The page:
For a given mass flowrate (Wmass) a reduction in gas temperature (Tgas) or an increase in static pressure (Pstatic) will reduce the local corrected flow, Wcor. This effect is great for making engines smaller, improving cycle efficiency, and for enabling more energetic engine cores to allow higher fan bypass ratios. Conversely, though, as flowpath components become more “miniature”, a heavy burden results on such design features as rotor-blade-tip-clearance and turbine- blade-cooling-passages. Manufacturing tolerances and the nature of “surface-to-volume” ratios (for turbine blade cooling) become critical for preserving aerodynamic performance and component durability. To prevent dangerous and efficiency-robbing compressor surge-and- stall phenomena, manufacturers of large, modern, high- pressure-ratio-engines have resorted to complex, active clearance control features in the last stages of the compressor and in the high-pressure turbine. But manufacturers of smaller, less-costly and less-sophisticated gas turbines, such as APU’s and small business-jet engines, have advanced the implementation of surge-resistant centrifugal compressors (impellers) to replace the last 2 or 3 stages of a multi-stage axial compressor system. These “small” gas turbines typically operate with Wcor<5 lbm/sec.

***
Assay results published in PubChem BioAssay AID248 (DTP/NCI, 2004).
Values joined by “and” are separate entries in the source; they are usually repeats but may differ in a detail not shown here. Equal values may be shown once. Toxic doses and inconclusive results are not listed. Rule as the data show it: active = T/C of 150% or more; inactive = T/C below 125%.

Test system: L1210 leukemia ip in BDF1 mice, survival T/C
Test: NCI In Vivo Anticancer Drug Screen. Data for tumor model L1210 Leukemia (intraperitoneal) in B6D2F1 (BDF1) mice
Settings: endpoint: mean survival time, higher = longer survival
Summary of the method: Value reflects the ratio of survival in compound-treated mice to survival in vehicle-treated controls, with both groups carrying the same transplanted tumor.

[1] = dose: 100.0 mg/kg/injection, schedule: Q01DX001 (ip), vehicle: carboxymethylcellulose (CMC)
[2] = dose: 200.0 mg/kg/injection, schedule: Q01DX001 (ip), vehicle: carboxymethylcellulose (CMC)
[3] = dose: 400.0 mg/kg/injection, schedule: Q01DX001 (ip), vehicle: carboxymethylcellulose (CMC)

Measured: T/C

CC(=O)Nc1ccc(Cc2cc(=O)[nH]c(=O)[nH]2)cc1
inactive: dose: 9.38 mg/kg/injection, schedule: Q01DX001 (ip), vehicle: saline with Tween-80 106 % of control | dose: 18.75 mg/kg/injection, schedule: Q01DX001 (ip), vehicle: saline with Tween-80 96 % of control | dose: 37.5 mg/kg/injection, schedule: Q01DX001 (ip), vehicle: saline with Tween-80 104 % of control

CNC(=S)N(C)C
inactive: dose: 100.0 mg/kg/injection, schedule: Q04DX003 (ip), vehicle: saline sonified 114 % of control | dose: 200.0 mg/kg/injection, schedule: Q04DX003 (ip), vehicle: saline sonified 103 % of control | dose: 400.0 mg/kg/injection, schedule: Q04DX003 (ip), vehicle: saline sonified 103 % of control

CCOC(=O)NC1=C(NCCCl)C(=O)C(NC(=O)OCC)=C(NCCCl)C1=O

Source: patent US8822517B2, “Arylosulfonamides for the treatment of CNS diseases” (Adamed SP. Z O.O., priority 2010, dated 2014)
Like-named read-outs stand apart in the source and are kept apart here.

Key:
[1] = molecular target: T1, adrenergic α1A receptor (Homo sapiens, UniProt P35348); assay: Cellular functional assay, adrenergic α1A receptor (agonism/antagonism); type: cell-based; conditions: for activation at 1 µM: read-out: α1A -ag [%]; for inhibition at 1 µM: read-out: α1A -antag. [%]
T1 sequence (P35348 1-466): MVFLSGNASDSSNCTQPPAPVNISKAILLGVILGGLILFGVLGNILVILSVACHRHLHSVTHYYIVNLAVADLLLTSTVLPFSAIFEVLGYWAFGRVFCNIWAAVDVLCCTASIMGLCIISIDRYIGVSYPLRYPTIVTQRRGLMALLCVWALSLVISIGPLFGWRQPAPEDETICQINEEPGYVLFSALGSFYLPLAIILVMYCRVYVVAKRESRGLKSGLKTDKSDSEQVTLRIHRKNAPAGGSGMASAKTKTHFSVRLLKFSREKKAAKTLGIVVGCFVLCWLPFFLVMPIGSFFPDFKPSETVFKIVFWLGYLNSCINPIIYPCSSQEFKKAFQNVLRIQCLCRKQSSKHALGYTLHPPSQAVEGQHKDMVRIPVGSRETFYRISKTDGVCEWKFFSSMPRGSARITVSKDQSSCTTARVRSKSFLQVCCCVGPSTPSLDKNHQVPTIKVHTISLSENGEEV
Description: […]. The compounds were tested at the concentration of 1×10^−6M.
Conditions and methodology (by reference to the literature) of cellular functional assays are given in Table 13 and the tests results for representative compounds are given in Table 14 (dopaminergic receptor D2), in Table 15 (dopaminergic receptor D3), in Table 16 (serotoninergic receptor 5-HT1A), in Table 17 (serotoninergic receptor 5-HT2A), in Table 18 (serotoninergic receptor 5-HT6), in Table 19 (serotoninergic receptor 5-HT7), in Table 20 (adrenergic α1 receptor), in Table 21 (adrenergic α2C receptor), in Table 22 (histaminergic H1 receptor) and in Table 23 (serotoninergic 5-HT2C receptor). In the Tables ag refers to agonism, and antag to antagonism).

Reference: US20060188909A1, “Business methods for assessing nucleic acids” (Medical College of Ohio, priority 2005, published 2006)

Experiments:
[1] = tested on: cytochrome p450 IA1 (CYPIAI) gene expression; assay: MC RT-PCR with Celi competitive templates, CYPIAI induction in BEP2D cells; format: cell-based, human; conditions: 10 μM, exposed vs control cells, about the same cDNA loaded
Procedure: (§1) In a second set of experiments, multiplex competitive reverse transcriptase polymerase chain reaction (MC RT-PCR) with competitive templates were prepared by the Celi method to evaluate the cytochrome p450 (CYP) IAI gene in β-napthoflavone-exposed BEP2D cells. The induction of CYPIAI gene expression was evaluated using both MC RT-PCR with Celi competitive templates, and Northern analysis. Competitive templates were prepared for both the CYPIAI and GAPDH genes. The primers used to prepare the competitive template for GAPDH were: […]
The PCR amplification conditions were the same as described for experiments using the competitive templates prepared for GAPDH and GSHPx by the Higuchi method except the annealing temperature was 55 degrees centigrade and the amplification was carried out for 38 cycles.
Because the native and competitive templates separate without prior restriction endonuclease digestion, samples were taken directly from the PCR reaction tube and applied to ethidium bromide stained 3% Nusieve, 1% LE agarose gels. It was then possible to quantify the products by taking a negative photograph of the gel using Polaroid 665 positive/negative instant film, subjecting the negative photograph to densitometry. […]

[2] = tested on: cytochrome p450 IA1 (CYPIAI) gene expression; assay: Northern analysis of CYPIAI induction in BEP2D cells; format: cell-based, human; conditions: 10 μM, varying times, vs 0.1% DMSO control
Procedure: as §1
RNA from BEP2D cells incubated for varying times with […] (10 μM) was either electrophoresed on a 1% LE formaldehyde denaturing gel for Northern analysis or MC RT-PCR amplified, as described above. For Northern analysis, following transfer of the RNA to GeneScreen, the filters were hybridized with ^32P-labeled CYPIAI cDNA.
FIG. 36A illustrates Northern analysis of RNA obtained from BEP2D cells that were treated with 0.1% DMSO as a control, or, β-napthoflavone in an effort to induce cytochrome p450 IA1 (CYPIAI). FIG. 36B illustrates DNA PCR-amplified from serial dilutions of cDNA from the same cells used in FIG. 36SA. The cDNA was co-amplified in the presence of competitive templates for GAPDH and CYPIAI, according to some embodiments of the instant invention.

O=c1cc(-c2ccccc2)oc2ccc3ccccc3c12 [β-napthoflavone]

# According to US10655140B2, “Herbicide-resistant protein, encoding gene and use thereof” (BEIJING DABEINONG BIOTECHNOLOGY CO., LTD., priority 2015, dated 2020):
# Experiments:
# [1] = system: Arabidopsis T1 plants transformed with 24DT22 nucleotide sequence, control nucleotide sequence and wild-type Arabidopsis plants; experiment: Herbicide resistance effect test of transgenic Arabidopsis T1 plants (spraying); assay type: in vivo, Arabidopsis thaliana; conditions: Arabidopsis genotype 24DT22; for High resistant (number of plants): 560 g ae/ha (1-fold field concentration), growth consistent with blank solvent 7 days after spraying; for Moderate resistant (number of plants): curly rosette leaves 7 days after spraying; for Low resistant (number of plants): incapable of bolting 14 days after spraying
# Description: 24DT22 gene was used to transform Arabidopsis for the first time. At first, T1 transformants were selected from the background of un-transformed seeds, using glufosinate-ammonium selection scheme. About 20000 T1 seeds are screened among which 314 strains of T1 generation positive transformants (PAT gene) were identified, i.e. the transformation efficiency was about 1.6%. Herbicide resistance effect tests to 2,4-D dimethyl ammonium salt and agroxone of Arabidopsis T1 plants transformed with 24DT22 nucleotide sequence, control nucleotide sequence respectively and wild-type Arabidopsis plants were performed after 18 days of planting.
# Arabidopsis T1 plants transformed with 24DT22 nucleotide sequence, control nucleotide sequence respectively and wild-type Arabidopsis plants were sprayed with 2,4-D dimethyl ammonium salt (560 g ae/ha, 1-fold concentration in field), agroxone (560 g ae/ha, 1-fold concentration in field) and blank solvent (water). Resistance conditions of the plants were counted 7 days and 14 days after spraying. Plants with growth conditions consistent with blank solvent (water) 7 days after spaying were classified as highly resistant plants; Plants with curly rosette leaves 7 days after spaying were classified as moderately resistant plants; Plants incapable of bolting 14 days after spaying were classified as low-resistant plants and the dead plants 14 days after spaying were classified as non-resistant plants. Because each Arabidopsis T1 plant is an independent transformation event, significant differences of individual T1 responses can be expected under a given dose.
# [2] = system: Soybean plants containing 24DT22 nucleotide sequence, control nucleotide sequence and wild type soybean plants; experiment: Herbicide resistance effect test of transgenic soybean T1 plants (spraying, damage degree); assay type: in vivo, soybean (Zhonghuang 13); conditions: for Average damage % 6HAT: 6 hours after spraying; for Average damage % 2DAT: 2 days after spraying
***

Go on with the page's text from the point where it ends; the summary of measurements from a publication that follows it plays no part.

Added to the requirement for managing surge and stall, flowpath area reductions present challenges to the design, fabrication and durability aspects of cooled high pressure turbine airfoils and disks. Surface-to-volume ratio scales approximately by L(-20) where “L” relates to the flowpath length scale. Figure 2 depicts how aggressively the surface- to-volume varies with turbine corrected flow. At constant turbine inlet temperature, increasing the core pressure ratio results in an increase in the turbine blade surface-to- volume ratio. Higher surface-to-volume ratio, in turn, leads to a requirement for a higher percentage of cooling flow to maintain blade metal temperature. Further complicating the turbine cooling challenge is the fact that film cooling holes distributed over the surface of the airfoil suffer from blockage effects caused by sand ingestion if cooling hole diameters are smaller than about 0.012”. So, to avoid allocating too much cooling air, an economical distribution of small film holes is desirable but restricted by hole diameter. Prolific use of “thermal barrier coating” (TBC) has helped turbine designers compensate for the inability to distribute a large quantity of small diameter film holes over the turbine blade surface.